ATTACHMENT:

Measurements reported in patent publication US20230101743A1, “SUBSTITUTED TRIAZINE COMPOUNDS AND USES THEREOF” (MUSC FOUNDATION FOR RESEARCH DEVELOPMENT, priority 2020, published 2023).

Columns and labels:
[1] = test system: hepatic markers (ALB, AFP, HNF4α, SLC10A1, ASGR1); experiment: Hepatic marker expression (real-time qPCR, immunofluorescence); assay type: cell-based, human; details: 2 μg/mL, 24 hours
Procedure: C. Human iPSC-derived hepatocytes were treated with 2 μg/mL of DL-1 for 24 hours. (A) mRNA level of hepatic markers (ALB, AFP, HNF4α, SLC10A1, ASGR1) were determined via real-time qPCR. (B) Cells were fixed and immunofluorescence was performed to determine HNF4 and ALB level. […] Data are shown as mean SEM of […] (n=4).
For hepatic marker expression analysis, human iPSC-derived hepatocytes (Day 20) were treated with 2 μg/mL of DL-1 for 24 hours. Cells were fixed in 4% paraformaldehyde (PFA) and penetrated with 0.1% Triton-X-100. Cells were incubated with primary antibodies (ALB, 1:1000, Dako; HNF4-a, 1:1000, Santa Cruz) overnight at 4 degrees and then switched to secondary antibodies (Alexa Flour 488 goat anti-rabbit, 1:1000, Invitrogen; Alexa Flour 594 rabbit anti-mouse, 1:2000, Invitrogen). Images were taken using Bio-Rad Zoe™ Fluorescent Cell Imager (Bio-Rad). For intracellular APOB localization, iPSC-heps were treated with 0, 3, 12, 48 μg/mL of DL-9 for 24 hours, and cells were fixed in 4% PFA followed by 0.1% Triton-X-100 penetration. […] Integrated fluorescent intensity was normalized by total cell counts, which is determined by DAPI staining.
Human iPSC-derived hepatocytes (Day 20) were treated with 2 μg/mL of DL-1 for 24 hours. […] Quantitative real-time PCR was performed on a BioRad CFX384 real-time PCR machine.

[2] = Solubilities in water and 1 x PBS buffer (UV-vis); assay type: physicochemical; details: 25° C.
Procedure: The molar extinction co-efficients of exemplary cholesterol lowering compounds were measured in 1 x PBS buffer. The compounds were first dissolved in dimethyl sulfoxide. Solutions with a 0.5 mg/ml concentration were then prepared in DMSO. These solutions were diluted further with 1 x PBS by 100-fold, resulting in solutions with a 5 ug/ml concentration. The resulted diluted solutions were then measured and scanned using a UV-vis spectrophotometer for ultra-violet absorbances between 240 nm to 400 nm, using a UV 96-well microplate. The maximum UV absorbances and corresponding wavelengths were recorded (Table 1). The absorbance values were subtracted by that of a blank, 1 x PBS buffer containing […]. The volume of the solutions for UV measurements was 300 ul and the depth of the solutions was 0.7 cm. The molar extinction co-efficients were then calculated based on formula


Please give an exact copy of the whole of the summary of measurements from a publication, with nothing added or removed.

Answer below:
Measurements reported in patent publication US20230101743A1, “SUBSTITUTED TRIAZINE COMPOUNDS AND USES THEREOF” (MUSC FOUNDATION FOR RESEARCH DEVELOPMENT, priority 2020, published 2023).

Columns and labels:
[1] = test system: hepatic markers (ALB, AFP, HNF4α, SLC10A1, ASGR1); experiment: Hepatic marker expression (real-time qPCR, immunofluorescence); assay type: cell-based, human; details: 2 μg/mL, 24 hours
Procedure: C. Human iPSC-derived hepatocytes were treated with 2 μg/mL of DL-1 for 24 hours. (A) mRNA level of hepatic markers (ALB, AFP, HNF4α, SLC10A1, ASGR1) were determined via real-time qPCR. (B) Cells were fixed and immunofluorescence was performed to determine HNF4 and ALB level. […] Data are shown as mean SEM of […] (n=4).
For hepatic marker expression analysis, human iPSC-derived hepatocytes (Day 20) were treated with 2 μg/mL of DL-1 for 24 hours. Cells were fixed in 4% paraformaldehyde (PFA) and penetrated with 0.1% Triton-X-100. Cells were incubated with primary antibodies (ALB, 1:1000, Dako; HNF4-a, 1:1000, Santa Cruz) overnight at 4 degrees and then switched to secondary antibodies (Alexa Flour 488 goat anti-rabbit, 1:1000, Invitrogen; Alexa Flour 594 rabbit anti-mouse, 1:2000, Invitrogen). Images were taken using Bio-Rad Zoe™ Fluorescent Cell Imager (Bio-Rad). For intracellular APOB localization, iPSC-heps were treated with 0, 3, 12, 48 μg/mL of DL-9 for 24 hours, and cells were fixed in 4% PFA followed by 0.1% Triton-X-100 penetration. […] Integrated fluorescent intensity was normalized by total cell counts, which is determined by DAPI staining.
Human iPSC-derived hepatocytes (Day 20) were treated with 2 μg/mL of DL-1 for 24 hours. […] Quantitative real-time PCR was performed on a BioRad CFX384 real-time PCR machine.

[2] = Solubilities in water and 1 x PBS buffer (UV-vis); assay type: physicochemical; details: 25° C.
Procedure: The molar extinction co-efficients of exemplary cholesterol lowering compounds were measured in 1 x PBS buffer. The compounds were first dissolved in dimethyl sulfoxide. Solutions with a 0.5 mg/ml concentration were then prepared in DMSO. These solutions were diluted further with 1 x PBS by 100-fold, resulting in solutions with a 5 ug/ml concentration. The resulted diluted solutions were then measured and scanned using a UV-vis spectrophotometer for ultra-violet absorbances between 240 nm to 400 nm, using a UV 96-well microplate. The maximum UV absorbances and corresponding wavelengths were recorded (Table 1). The absorbance values were subtracted by that of a blank, 1 x PBS buffer containing […]. The volume of the solutions for UV measurements was 300 ul and the depth of the solutions was 0.7 cm. The molar extinction co-efficients were then calculated based on formula